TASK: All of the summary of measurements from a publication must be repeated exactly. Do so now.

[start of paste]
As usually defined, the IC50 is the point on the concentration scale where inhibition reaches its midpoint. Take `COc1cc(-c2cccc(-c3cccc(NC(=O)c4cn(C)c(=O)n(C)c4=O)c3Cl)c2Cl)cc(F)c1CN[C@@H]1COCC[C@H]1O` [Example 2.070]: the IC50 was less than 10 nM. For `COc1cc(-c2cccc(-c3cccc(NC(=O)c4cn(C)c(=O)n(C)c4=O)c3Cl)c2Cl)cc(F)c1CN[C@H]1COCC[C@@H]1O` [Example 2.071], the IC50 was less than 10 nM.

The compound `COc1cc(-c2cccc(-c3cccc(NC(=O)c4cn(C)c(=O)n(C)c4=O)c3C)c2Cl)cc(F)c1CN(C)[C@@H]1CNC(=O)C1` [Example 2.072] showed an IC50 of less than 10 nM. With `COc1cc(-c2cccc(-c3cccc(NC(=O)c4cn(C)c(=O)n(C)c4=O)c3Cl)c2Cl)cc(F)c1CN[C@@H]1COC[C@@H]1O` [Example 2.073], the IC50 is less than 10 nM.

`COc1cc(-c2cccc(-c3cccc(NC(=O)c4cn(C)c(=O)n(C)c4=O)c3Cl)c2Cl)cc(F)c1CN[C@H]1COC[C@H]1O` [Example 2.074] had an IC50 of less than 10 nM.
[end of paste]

As usually defined, the IC50 is the point on the concentration scale where inhibition reaches its midpoint. Take `COc1cc(-c2cccc(-c3cccc(NC(=O)c4cn(C)c(=O)n(C)c4=O)c3Cl)c2Cl)cc(F)c1CN[C@@H]1COCC[C@H]1O` [Example 2.070]: the IC50 was less than 10 nM. For `COc1cc(-c2cccc(-c3cccc(NC(=O)c4cn(C)c(=O)n(C)c4=O)c3Cl)c2Cl)cc(F)c1CN[C@H]1COCC[C@@H]1O` [Example 2.071], the IC50 was less than 10 nM.

The compound `COc1cc(-c2cccc(-c3cccc(NC(=O)c4cn(C)c(=O)n(C)c4=O)c3C)c2Cl)cc(F)c1CN(C)[C@@H]1CNC(=O)C1` [Example 2.072] showed an IC50 of less than 10 nM. With `COc1cc(-c2cccc(-c3cccc(NC(=O)c4cn(C)c(=O)n(C)c4=O)c3Cl)c2Cl)cc(F)c1CN[C@@H]1COC[C@@H]1O` [Example 2.073], the IC50 is less than 10 nM.

`COc1cc(-c2cccc(-c3cccc(NC(=O)c4cn(C)c(=O)n(C)c4=O)c3Cl)c2Cl)cc(F)c1CN[C@H]1COC[C@H]1O` [Example 2.074] had an IC50 of less than 10 nM.